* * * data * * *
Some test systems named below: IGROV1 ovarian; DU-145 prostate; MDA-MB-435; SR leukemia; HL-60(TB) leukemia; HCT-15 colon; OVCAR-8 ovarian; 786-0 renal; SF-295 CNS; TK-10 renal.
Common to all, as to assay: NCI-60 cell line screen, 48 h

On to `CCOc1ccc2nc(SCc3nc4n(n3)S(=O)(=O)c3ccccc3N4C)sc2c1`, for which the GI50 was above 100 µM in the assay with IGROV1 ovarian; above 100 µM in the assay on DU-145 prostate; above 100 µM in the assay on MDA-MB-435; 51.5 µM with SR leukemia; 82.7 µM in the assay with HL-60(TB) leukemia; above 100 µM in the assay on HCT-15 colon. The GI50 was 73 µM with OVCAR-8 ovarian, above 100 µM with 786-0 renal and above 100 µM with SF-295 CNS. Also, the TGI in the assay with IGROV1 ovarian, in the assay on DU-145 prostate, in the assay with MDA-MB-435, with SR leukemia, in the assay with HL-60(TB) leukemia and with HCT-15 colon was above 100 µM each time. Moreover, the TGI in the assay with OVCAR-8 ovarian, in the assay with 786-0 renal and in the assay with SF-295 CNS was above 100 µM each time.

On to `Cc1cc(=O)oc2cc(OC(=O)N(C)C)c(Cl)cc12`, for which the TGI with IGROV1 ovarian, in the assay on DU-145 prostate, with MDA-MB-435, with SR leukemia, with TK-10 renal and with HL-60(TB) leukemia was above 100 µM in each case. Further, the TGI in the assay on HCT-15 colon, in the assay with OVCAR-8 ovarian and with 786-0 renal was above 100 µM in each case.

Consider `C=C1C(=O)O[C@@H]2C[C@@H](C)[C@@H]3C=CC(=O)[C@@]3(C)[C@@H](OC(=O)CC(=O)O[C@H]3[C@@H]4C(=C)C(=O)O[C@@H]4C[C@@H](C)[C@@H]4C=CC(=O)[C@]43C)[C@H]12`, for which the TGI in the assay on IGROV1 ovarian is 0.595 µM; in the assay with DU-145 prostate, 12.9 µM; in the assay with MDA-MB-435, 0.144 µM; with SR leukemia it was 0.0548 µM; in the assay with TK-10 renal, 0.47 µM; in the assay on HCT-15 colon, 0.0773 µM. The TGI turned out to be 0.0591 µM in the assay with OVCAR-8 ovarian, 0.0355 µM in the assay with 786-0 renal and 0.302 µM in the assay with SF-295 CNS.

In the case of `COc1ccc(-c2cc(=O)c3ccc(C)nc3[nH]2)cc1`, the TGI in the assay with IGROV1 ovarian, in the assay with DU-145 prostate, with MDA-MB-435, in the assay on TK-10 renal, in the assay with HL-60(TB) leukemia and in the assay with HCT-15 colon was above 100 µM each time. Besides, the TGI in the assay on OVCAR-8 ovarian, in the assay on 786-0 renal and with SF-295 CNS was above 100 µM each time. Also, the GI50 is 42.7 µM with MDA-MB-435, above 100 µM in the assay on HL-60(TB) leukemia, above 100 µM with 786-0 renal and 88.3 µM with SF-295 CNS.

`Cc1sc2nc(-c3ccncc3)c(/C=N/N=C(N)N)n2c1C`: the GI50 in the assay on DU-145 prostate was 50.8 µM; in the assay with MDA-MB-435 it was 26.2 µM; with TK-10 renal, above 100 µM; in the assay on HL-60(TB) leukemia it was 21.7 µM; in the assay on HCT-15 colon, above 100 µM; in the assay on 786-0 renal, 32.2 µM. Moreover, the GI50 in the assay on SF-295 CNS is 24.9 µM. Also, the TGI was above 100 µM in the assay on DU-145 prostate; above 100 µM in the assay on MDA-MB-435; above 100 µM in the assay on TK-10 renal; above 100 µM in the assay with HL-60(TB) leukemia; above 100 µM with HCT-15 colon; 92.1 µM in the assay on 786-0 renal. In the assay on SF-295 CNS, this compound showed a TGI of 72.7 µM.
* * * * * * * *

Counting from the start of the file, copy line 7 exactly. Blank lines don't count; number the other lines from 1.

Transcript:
`Cc1sc2nc(-c3ccncc3)c(/C=N/N=C(N)N)n2c1C`: the GI50 in the assay on DU-145 prostate was 50.8 µM; in the assay with MDA-MB-435 it was 26.2 µM; with TK-10 renal, above 100 µM; in the assay on HL-60(TB) leukemia it was 21.7 µM; in the assay on HCT-15 colon, above 100 µM; in the assay on 786-0 renal, 32.2 µM. Moreover, the GI50 in the assay on SF-295 CNS is 24.9 µM. Also, the TGI was above 100 µM in the assay on DU-145 prostate; above 100 µM in the assay on MDA-MB-435; above 100 µM in the assay on TK-10 renal; above 100 µM in the assay with HL-60(TB) leukemia; above 100 µM with HCT-15 colon; 92.1 µM in the assay on 786-0 renal. In the assay on SF-295 CNS, this compound showed a TGI of 72.7 µM.